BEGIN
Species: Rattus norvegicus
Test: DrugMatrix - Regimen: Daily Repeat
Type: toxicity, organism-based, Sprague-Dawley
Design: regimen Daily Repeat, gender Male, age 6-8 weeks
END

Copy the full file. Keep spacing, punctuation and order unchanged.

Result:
Species: Rattus norvegicus
Test: DrugMatrix - Regimen: Daily Repeat
Type: toxicity, organism-based, Sprague-Dawley
Design: regimen Daily Repeat, gender Male, age 6-8 weeks